• Attorney – Either the borrower or the beneficiary may choose to consult legal counsel when conducting deals with a letter of credit in lieu of payment.

Types of letters of credit for small businesses

The type of letter of credit that is right for your small business’s transactions will depend on the deal you are trying to get done. A letter of credit is a loan frequently employed by importers and exporters in international trade businesses, contractors, and travel agencies to serve as an assurance of payment. Some examples of transactions requiring a letter of credit include:

  • When an overseas customer places an order with a small business owner in the United States, a letter of credit documents the buyer’s obligation and guarantees that if the small business ships the requested product, it will be paid in full.
  • An equal housing lender working with a first-time buyer of commercial real estate or a home in another market may require a letter of credit from the buyer upon making a purchase offer to protect the seller.

Commercial letter of credit

A commercial letter of credit is one of the most common types of letters of credit issued by commercial lending institutions to entrepreneurs. This type of letter means that issuing lender will make the payment directly to the beneficiary, although the transaction will still record the borrower’s business name when funds are issued.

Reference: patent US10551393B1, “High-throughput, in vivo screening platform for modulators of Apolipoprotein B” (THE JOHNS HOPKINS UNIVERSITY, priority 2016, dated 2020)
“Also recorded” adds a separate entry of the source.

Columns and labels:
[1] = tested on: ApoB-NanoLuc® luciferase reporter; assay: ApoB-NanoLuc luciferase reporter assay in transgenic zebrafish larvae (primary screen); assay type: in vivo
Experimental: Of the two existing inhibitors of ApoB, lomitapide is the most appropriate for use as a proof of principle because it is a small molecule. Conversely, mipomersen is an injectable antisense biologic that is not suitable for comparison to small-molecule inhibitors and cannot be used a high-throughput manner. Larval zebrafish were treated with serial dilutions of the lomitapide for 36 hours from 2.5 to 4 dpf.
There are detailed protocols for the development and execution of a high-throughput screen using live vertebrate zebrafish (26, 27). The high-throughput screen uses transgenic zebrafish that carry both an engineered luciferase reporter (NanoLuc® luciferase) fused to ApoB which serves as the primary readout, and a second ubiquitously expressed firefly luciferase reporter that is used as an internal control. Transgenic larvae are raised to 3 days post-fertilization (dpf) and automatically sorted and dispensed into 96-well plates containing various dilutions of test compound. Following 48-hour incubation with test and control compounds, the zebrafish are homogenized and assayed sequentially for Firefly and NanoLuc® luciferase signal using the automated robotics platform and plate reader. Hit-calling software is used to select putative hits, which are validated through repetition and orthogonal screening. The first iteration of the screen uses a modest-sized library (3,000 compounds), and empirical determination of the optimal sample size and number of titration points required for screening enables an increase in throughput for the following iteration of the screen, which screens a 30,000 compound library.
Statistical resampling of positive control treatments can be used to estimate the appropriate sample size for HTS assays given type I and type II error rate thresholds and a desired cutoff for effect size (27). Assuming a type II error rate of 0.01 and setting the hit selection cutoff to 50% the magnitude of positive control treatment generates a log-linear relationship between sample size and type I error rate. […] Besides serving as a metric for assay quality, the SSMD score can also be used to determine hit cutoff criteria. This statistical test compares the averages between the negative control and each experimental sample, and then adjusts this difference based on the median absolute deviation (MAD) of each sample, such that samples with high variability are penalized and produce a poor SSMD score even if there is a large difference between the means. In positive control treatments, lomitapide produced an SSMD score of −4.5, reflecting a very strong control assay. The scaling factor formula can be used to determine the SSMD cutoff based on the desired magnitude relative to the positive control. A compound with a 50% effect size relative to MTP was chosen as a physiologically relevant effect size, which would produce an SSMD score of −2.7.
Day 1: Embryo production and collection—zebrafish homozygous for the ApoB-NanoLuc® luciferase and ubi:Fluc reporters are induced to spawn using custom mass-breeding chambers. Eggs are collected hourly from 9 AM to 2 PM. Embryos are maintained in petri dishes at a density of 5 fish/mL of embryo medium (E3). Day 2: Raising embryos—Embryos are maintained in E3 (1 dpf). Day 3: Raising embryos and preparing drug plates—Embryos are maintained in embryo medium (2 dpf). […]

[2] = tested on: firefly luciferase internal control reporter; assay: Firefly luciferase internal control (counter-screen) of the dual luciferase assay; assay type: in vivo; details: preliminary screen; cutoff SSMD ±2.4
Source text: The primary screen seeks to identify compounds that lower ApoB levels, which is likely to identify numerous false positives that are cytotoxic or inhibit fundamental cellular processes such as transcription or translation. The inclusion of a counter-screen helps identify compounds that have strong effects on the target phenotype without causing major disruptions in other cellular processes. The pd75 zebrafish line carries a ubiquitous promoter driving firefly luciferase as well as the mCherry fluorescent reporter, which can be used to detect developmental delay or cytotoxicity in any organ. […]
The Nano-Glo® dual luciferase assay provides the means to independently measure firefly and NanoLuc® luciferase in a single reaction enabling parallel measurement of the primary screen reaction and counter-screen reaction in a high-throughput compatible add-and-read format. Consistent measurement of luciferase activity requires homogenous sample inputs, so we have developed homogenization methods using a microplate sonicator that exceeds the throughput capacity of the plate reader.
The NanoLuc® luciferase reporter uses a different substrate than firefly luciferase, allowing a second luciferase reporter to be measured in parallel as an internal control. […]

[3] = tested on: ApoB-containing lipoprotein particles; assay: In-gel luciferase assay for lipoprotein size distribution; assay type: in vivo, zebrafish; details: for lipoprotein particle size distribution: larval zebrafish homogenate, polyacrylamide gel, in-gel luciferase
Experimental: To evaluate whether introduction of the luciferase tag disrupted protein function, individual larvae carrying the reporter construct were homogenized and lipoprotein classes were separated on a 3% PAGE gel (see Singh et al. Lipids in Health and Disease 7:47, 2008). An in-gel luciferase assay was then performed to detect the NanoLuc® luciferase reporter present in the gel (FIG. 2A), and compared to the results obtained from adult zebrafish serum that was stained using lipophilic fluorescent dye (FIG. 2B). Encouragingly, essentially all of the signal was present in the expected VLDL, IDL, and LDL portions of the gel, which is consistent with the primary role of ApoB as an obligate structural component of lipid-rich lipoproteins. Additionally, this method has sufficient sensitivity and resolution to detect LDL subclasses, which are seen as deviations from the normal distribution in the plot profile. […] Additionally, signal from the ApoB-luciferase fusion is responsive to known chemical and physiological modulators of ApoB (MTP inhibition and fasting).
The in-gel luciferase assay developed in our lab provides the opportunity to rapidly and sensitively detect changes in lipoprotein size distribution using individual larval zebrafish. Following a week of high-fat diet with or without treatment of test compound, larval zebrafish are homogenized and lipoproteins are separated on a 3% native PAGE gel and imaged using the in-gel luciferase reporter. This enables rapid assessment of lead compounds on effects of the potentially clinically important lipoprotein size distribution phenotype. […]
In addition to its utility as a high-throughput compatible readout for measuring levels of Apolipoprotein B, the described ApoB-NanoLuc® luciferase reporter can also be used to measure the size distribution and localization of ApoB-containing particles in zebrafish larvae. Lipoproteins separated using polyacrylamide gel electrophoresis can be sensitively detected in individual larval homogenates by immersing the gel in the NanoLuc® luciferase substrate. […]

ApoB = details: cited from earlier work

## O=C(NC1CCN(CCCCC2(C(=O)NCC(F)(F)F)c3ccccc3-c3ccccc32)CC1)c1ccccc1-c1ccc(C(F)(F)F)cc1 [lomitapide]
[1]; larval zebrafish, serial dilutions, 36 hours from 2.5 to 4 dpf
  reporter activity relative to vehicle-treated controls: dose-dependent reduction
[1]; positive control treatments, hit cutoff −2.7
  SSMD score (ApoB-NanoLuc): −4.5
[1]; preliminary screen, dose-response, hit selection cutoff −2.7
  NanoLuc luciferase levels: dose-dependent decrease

Standby letter of credit

Unlike the direct payment method of a commercial letter of credit, a standby credit letter uses a secondary payment method. The borrower pays the seller directly for the transaction and the lender only becomes involved in issuing funds if the borrower does not pay.

Revolving letter of credit

Letters of credit are typically for one specific transaction and expire within six months of credit approval, however, a revolving letter of credit means that the borrower can make several draws on the credit within the defined time period.

Pros and cons of getting a letter of credit

Weighing the pros and cons of decisions that affect the company’s bottom line is an important part of strategic business planning is weighing. Obtaining a letter of credit will affect your small business credit score and be reported to the three major credit bureaus just like business credit cards or a line of credit. If you default on the repayment terms of the purchasing agreement, it will decrease your business’s creditworthiness which can impact future lending options. So should you get a letter of credit? Here are some pros and cons:

Advantages of a letter of credit

A letter of credit can provide:

  • Security – If you are the seller in a transaction guaranteed by a letter of credit, then the most important advantage is that the security of knowing the buyer can pay their debt. If you’re the buyer, the transaction is more likely to go through providing a letter of credit.